Smaller consultancy firms have performed well compared to more established big players in the industry, the latest Management Consultancy top 75 consulting firms’ survey has revealed.
Management Consultancies Association president Lynton Barker has praised the work and standards of smaller consultancies.
Barker said that polarisation within the consulting industry was a positive step. ‘We’ve got a proliferation of small firms that are now just as important as their larger counterparts,’ he said.
He also predicted stronger links between top and bottom-tier consulting firms. ‘It’s not as if there’s a dogfight between the big firms and the smaller ones,’ said Barker. ‘It’s more like the smaller firms of market specialists are not competing with each other. It won’t be long before 40% or 50% of (consulting) work will be done in collaborations together.’
Barker said that standards among smaller firms had ‘grown exponentially’ in recent times.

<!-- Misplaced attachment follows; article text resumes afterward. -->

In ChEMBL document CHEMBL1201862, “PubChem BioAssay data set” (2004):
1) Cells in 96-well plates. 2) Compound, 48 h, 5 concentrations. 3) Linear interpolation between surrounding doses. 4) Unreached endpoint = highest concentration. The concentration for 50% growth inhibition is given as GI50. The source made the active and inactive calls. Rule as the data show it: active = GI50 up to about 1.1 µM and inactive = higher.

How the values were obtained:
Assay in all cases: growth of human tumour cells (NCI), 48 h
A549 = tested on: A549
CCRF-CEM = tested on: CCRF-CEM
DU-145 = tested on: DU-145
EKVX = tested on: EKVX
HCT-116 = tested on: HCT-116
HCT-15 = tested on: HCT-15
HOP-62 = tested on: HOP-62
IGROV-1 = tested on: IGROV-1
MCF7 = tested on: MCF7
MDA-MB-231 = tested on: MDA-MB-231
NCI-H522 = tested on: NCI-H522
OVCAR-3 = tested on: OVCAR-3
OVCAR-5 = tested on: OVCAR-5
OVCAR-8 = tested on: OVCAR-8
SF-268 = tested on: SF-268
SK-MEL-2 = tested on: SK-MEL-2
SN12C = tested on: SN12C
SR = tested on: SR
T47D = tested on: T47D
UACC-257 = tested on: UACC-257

But he warned that these same firms will have to maintain the ‘high standards they have been setting over the past few years if they are to maintain or increase their collaboration with larger consultancies’.
The survey found that large consulting firms, such as Partners for Change, Charteris and Computer Sciences Corporation, saw double-digit falls in fee income, but smaller firms such as Maxwell Stamp and Parkwell Management Consultants saw fee income grow strongly.
Despite positive results for small and mid-tier consulting firms, the top 10 firms still command a massive £3.2bn in fee income compared to just over £1bn for the next 65.
Barker confirmed that ‘many businesses cannot afford the larger firms’.
One of the main factors behind the larger firms’ lack of fee income growth was the huge amount of restructuring and integration they have undertaken following the collapse of the consultancy market over the past three years, according to the survey.
Eleven firms had a fee income over £100m, although their combined fee income fell by £14m to just below £3.3bn.
Of these ‘mega consultants’, only the re-branded Capgemini suffered a significant fall. Its fee income fell 25% to £250m, from £332m in 2002.
A Capgemini spokeswoman blamed ‘market conditions’ for the drop in income.
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